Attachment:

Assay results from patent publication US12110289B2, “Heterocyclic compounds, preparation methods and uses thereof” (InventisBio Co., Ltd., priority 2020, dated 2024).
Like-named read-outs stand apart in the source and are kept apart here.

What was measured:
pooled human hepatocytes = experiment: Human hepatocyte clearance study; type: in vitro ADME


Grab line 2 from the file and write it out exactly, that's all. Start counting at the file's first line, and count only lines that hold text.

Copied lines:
Like-named read-outs stand apart in the source and are kept apart here.